This week, for example, we were preparing lunch in our brand new RV when we went to open the refrigerator door, and… it fell off! Our RV is two months old! I got it back on but in three days, it fell off several other times. I called our dealer and they have ordered a new door but, because of COVID, suppliers are still trying to catch up on back orders and there's no certainty when that door will arrive.
That was thing one.
Yesterday, thing two: The inverter shut down. It just stopped. It won't work at all. I suspect a fuse but the fuse for it is in a place I can't readily access so I have an appointment to get that fixed next week. It would be nice if the fridge door was in, but I'm not counting on it.
But fulltime RVers know better than anyone else that frustrations like ours this week are an all-too-common part of the RV lifestyle.
Think of it this way: Traveling down a road, with all the bumps, turns and swaying, is like exposing your RV to a constant 5.0 earthquake. No wonder things break!
But getting RVs fixed is a huge hassle because most RV service shops are booked up weeks in advance.
I've heard horrendous stories from fulltime RVers about having to wait and wait for repairs. Where do they stay when their RV is out of commission? It's understandable that some eventually toss in the towel.
Decision Fatigue takes a toll
I first heard the term decision fatigue in my interview with Kevin and Laura of Chapter3Travels.com earlier this year. Every new place is a new place to learn. Where is the supermarket? Which pizza place is best? Where do we want to be next week? What is plan B if the campground is full? Is there an alternate route around the traffic jam ahead?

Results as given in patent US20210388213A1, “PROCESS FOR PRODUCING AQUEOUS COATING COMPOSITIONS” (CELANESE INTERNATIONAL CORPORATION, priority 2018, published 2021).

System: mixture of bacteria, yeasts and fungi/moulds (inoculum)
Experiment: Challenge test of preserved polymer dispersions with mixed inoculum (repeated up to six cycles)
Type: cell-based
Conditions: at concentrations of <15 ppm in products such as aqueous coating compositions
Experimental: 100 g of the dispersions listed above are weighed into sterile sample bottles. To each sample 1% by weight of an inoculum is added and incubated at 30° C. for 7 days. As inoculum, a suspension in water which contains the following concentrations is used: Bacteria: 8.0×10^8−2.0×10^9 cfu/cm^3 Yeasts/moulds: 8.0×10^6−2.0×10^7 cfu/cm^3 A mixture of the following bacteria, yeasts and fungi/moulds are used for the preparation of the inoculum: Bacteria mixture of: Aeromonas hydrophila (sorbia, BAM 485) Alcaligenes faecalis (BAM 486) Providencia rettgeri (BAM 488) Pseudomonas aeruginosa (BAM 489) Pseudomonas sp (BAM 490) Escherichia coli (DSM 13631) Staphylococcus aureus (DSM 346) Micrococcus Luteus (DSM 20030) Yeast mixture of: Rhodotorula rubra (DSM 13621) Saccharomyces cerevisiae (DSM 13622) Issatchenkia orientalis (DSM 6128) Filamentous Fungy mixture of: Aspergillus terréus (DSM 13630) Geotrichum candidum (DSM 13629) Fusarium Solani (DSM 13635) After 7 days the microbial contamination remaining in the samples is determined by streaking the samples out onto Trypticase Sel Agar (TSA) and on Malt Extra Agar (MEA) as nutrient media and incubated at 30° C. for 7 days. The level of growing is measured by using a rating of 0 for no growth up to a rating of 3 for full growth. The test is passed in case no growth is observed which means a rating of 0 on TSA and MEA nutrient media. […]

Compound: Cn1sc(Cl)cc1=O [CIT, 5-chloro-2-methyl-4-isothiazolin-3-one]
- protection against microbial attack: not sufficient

The fact is, the RV life does require a lot of decisions, a lot of constant research.
It grinds you down and becomes quite tiresome after a while.
This is a big one. This past week we stayed at a campground in Southwestern Michigan that has a lot of seasonal RVers.
I got to talking with one guy, in his mid 70's.
“We were fulltime RVers for about 10 years,” he said. “Took off as soon as I retired and we went everywhere. A couple of years ago, my wife had a real health scare. Then I developed some heart issues. We decided that we needed to be closer to family and a good hospital. So we bought a seasonal spot here and camp from May to October. But our house is about an hour away and our kids are nearby. Plus our hospital is up in Kalamazoo and we can get there in 45 minutes. We're done with fulltime RVing.”
Like the guy I met this week, missing family and being close to parents, kids, and grandkids is a major reason many fulltime RVers hang it up after a few years.
Eventually, the nomadic life does not equal the draw that comes from being close to family and friends.
That's just a fact of the RV Life.
What about us?
You may have noticed that I've kept us out of the discussion so far.
But I know you are curious.
Jennifer and I are approaching the 10 year anniversary of our RV Lifestyle. As I said, we are not full timers. But we are gone in our RV half to 3/4 of the time.
How long will we keep doing this?
The answer is, as long as we want to. As long as we can. As long as we're still having fun.
For now, we have no plans to quit.
Just the opposite.
We can't wait till we get out there again. As soon as our new refrigerator door comes in and our inverter is repaired.